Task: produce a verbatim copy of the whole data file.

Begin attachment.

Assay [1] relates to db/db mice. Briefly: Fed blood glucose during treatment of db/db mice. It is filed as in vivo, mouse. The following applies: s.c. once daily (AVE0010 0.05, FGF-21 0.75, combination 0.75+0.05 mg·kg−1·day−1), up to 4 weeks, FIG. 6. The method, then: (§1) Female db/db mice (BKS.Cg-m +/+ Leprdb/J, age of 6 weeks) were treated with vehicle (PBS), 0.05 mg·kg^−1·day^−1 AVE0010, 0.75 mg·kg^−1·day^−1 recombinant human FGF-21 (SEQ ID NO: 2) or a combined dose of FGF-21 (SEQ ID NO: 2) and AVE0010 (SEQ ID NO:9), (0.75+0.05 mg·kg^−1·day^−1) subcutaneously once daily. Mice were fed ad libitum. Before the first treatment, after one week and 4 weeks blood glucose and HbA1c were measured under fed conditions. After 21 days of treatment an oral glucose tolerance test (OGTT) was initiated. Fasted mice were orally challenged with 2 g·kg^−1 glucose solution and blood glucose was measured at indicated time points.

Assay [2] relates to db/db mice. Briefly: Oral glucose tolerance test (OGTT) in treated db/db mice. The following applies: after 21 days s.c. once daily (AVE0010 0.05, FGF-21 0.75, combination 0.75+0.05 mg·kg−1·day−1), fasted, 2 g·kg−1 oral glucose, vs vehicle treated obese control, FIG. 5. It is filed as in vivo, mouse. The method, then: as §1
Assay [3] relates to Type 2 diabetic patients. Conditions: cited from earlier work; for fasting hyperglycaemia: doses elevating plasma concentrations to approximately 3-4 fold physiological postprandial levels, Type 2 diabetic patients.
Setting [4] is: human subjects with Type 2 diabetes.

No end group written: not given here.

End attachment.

Assay [1] relates to db/db mice. Briefly: Fed blood glucose during treatment of db/db mice. It is filed as in vivo, mouse. The following applies: s.c. once daily (AVE0010 0.05, FGF-21 0.75, combination 0.75+0.05 mg·kg−1·day−1), up to 4 weeks, FIG. 6. The method, then: (§1) Female db/db mice (BKS.Cg-m +/+ Leprdb/J, age of 6 weeks) were treated with vehicle (PBS), 0.05 mg·kg^−1·day^−1 AVE0010, 0.75 mg·kg^−1·day^−1 recombinant human FGF-21 (SEQ ID NO: 2) or a combined dose of FGF-21 (SEQ ID NO: 2) and AVE0010 (SEQ ID NO:9), (0.75+0.05 mg·kg^−1·day^−1) subcutaneously once daily. Mice were fed ad libitum. Before the first treatment, after one week and 4 weeks blood glucose and HbA1c were measured under fed conditions. After 21 days of treatment an oral glucose tolerance test (OGTT) was initiated. Fasted mice were orally challenged with 2 g·kg^−1 glucose solution and blood glucose was measured at indicated time points.

Assay [2] relates to db/db mice. Briefly: Oral glucose tolerance test (OGTT) in treated db/db mice. The following applies: after 21 days s.c. once daily (AVE0010 0.05, FGF-21 0.75, combination 0.75+0.05 mg·kg−1·day−1), fasted, 2 g·kg−1 oral glucose, vs vehicle treated obese control, FIG. 5. It is filed as in vivo, mouse. The method, then: as §1
Assay [3] relates to Type 2 diabetic patients. Conditions: cited from earlier work; for fasting hyperglycaemia: doses elevating plasma concentrations to approximately 3-4 fold physiological postprandial levels, Type 2 diabetic patients.
Setting [4] is: human subjects with Type 2 diabetes.

No end group written: not given here.